Wounded Soldiers Catch Some Waves Thanks to Operation Surf

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Mark Brazwell (front) steadies himself while surfing with Operation Surf in Santa Cruz.

When San Jose native Mark Brazwell  suffered debilitating leg injuries in Afghanistan as part of a U.S. Navy explosives ordinance disposal unit, he had no idea that experience would lead to standing tall while riding the waves in Santa Cruz.

“It’s absolutely amazing; it’s beyond words,” Brazwell said, after a morning of surfing off of Cowell’s Beach near the Santa Cruz Municipal Wharf. After growing up Boogieboarding, bodysurfing, and skateboarding, he always dreamed of actually surfing. Thanks to a nonprofit program called Operation Surf, that dream became a reality last week—despite his injuries.

Brazwell and nine other soldiers—some missing legs, arms, or feet—got a week of surfing April 15-19, thanks to the program coordinated by the nonprofit Amazing Surf Adventures, in conjunction with another nonprofit, Operation Comfort.

“We had no idea it would be this intense, and there would be so much support,” Brazwell said, referring to the dozens of volunteers who made Operation Surf possible.

There were two volunteer surf instructors in the water for every soldier that particular day, with even more on the beach coordinating food, transportation, lodging and anything else the soldiers needed.

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A soldier with no legs gets a tow into the surf by a volunteer, while another volunteer looks on.

Although Brazwell lost significant use of one of his legs after enduring multiple injuries and surgeries, he found himself getting up on the surfboard time after time with the encouragement and coaching by the volunteers.

Even soldiers with double leg amputations, double arm amputations, and in one case both legs and an arm missing, were either getting upright on their boards, or at least enjoying rides on top of the waves while lying on their boards. Some wore prosthetics, some did not.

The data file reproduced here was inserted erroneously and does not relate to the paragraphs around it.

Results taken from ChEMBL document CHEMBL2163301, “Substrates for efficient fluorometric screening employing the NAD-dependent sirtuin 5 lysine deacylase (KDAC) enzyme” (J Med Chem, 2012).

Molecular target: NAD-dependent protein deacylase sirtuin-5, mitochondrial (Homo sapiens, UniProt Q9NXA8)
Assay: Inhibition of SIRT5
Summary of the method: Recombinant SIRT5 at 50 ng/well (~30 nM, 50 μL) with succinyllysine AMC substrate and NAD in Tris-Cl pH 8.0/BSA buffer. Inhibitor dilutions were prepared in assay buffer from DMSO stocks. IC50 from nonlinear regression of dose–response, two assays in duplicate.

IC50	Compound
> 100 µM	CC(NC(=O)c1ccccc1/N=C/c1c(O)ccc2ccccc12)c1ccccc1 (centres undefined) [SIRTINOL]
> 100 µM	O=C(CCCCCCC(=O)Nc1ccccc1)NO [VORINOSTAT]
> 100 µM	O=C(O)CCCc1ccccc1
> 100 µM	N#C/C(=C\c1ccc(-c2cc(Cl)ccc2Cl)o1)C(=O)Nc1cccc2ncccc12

Each time one of the soldiers caught a wave, hoots and hollers would rise up from the rest of the surfers in the group. Even from a distance, spectators could see the smiles.

“Every year I’m blown away by the tenacity of these soldiers. They’re so tough. They exceed our expectations every time,” said Richard Schmidt, owner of Richard Schmidt Surf School, who has been helping with Operation Surf in Santa Cruz for three years. The Operation-Surfprogram helps between 20 and 40 surfers annually with a spring camp in Santa Cruz and a fall camp in Pismo Beach.

“We’re just a bunch of surfers in a situation to help our nation’s wounded, and were happy to do it,” said Van Curaza, who founded both Amazing Surf Adventures and its program, Operation Surf. He owns of Van Curaza Surf School in Pismo Beach.

Curaza started working with Operation Comfort in 2006 to teach rehabilitating soldiers how to surf, despite having suffered severe injuries and amputations. The soldiers come from the Center for the Intrepid at Brooke Army Medical Center at Fort Sam Houston, in Texas. Each participant must gain approval to attend from a team of people, including doctors, therapists, and commanding officers.

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Richard Schmidt and Van Curaza.

After a few years of offering one week in Pismo Beach, Curaza asked his friend Schmidt three years ago to help put on a second week. Using his contacts in the area, Schmidt brings together an array of local volunteers and businesses to put on Operation Surf in Santa Cruz. Everyone wants to help because, “These guys sacrifice so much to give us the freedom to live,” he said.

“Every year I’m blown away by the tenacity of these soldiers. They’re so tough. They exceed our expectations every time,” said Schmidt.

Both Schmidt and Curaza said they believe in the healing power of the ocean to speed the soldiers’ rehabilitation, and even change their lives long term.  “It exposes these guys to a different reality,” said Schmidt.

Heather Miller, a recreational therapist with the Center for the Intrepid, agreed.

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From left to right: Kelli Roberts, of Operation Comfort, Mark Brazwell, Van Curaza, and Heather Miller.

“Being on the ocean, it’s mind, body, and soul, for sure,” she said. “They’re not thinking about what’s going on in their body…it’s something you can’t replicate anywhere else.”

Curaza said he believes getting the soldiers to do something they never thought they could do physically after life-changing injury, could even lift depression and prevent suicides.

“You never know if these experiences could save a life,” Curaza said. “It changes their outlook on life.”

That drive to help change lives is driving Curaza to expand the program even further to help more soldiers. He hopes to raise enough money to repeat the camps multiple times a year.

Said Schmidt, “The more we can get these guys in the water the better.”

See the Amazing Surf Adventures website to support Operation Surf.

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Volunteers help a soldier get into a special beach wheelchair after a session of surfing.

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Soldiers and volunteers gather on the water for a group photo during Operation Surf in Santa Cruz.

 

 

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